A further explanation for the prospective association between job insecurity and impaired SRH may lie in the socio-economic status (SES) of employees in two ways. First, those exposed to job insecurity could be more likely to have lower income and wealth in the first place and thereby may be at a higher risk for precarious employment contracts. Indeed, low SES has been identified as an antecedent for both job insecurity [7] as well as impaired SRH [15]. However, controlling for both SES and SRH at baseline in the present study may partly account for this potential causal pathway. Second, unhealthy employees may be more likely to experience job insecurity, therefore being at a higher risk of developing impaired SRH in the long-term. However, the unhealthy worker effect is not supported by the data, as there were no significant differences in terms of health behaviour, obesity or chronic cardiometabolic diseases between employees exposed vs. not exposed to job insecurity and baseline SRH was controlled for in all models. Moreover, additional adjustments for life-style choices, chronic cardiometabolic diseases and work characteristics had little effect on the prospective association between job insecurity at baseline and impaired SRH at follow-up (Table 2), strengthening the notion that job insecurity is independently negatively associated with impaired SRH in the long-term. This is in line with findings from the most recent review of longitudinal studies on job insecurity and health, where the authors conclude that there is clear evidence for normal causation (i.e. job insecurity influences subsequent health) rather than reverse causation [11].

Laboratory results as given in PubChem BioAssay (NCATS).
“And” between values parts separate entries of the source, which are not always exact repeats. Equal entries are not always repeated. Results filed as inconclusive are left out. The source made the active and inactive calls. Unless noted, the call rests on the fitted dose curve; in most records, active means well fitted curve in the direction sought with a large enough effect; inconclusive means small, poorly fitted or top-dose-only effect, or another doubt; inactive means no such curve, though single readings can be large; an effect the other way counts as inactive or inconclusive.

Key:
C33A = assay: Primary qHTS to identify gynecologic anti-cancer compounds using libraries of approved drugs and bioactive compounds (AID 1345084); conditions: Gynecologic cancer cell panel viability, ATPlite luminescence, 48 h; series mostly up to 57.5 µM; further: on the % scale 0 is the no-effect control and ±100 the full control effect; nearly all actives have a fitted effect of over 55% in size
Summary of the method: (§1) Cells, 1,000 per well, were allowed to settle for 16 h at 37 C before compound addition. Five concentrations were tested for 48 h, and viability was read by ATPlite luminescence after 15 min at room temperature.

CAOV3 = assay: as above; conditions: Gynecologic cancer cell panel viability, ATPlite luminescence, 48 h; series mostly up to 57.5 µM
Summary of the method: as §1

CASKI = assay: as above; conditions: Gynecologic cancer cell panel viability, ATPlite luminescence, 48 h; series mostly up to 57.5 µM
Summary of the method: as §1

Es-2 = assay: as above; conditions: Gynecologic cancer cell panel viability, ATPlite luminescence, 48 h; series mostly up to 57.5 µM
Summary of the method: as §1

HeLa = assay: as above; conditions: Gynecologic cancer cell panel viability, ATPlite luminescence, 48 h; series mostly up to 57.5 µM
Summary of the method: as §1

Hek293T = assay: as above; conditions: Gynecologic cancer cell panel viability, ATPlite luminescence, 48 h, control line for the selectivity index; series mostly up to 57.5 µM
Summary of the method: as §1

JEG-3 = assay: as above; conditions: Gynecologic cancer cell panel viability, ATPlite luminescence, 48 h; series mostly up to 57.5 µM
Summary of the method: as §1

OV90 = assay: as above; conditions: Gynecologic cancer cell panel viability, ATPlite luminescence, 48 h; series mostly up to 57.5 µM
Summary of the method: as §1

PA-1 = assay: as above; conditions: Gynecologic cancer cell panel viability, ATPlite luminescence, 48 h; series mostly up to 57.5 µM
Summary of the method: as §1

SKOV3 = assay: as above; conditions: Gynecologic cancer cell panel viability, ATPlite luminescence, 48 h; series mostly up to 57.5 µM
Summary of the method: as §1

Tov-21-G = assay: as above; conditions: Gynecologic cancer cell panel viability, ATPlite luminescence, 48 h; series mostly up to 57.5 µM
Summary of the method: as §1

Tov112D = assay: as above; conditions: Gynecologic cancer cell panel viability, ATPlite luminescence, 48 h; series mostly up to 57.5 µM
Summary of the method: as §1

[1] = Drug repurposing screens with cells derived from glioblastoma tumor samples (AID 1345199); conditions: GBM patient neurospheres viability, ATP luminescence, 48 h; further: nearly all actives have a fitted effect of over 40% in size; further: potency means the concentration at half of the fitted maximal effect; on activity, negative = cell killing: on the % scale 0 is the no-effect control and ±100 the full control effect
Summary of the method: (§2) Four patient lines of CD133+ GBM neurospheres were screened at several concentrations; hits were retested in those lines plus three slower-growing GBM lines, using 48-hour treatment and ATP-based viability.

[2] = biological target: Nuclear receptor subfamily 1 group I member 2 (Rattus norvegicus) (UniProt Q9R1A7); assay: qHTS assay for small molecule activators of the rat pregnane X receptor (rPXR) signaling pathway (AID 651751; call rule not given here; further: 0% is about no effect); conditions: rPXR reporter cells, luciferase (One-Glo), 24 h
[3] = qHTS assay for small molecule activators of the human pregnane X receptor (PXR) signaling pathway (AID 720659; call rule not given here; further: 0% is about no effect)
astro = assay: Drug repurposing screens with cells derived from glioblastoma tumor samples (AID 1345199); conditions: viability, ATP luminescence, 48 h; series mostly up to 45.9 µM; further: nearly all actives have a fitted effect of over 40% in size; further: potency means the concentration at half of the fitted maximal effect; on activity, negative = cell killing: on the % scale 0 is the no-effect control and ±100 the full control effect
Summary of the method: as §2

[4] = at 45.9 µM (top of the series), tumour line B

Nevertheless, the single assessment of job insecurity in the present study does not allow for conclusions as to the length or frequency of exposure to job insecurity or potential changes to the working situation that might have occurred between baseline- and follow-up assessments. However, multiple exposure to job insecurity are likely to further strengthen the association with impaired SRH, as reported in other studies [23, 30]. While the follow-up assessment in 2009 coincided with the global economic crisis, the labour market in Germany was not as strongly affected as other countries due to the fact that social partners negotiated wage restraints in collective bargaining agreements or jobs pacts, in order to prevent job losses [44]. It is nevertheless imaginable that some participants experienced spells of unemployment between baseline and follow-up assessments, which could also account for impaired SRH at follow-up. There is evidence to suggest that employment status does not strongly alter the relationship between job insecurity and subsequent health: in a prospective study on the association between job insecurity and SRH after three and nine years of follow-up (two US samples), employment status prior to, during or at follow-up were not significant predictors in the regression analyses [23]. Virtanen et al. found in a Finnish sample that job insecurity was detrimental to health in both permanent and temporary employees [30]. In another Finnish sample, Griep et al. found that compared to secure permanent employment both insecure permanent employment and long-term unemployment were similarly detrimental to SRH [21].